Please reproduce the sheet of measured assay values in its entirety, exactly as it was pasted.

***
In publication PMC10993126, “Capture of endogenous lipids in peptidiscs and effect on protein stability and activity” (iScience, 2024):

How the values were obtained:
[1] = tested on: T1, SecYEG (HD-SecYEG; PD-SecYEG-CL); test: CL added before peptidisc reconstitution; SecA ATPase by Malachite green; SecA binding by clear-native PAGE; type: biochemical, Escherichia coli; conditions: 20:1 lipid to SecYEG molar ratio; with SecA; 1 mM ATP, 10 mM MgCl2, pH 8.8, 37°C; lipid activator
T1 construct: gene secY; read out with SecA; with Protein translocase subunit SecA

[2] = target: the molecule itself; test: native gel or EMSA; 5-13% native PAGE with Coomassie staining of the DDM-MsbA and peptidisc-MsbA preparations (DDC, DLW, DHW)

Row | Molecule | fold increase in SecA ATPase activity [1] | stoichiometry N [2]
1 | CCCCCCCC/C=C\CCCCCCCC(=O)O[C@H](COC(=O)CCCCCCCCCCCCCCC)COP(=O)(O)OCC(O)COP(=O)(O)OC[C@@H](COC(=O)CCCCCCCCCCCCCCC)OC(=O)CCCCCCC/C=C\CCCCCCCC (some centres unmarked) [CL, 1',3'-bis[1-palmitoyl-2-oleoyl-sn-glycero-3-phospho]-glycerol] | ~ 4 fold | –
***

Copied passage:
In publication PMC10993126, “Capture of endogenous lipids in peptidiscs and effect on protein stability and activity” (iScience, 2024):

How the values were obtained:
[1] = tested on: T1, SecYEG (HD-SecYEG; PD-SecYEG-CL); test: CL added before peptidisc reconstitution; SecA ATPase by Malachite green; SecA binding by clear-native PAGE; type: biochemical, Escherichia coli; conditions: 20:1 lipid to SecYEG molar ratio; with SecA; 1 mM ATP, 10 mM MgCl2, pH 8.8, 37°C; lipid activator
T1 construct: gene secY; read out with SecA; with Protein translocase subunit SecA

[2] = target: the molecule itself; test: native gel or EMSA; 5-13% native PAGE with Coomassie staining of the DDM-MsbA and peptidisc-MsbA preparations (DDC, DLW, DHW)

Row | Molecule | fold increase in SecA ATPase activity [1] | stoichiometry N [2]
1 | CCCCCCCC/C=C\CCCCCCCC(=O)O[C@H](COC(=O)CCCCCCCCCCCCCCC)COP(=O)(O)OCC(O)COP(=O)(O)OC[C@@H](COC(=O)CCCCCCCCCCCCCCC)OC(=O)CCCCCCC/C=C\CCCCCCCC (some centres unmarked) [CL, 1',3'-bis[1-palmitoyl-2-oleoyl-sn-glycero-3-phospho]-glycerol] | ~ 4 fold | –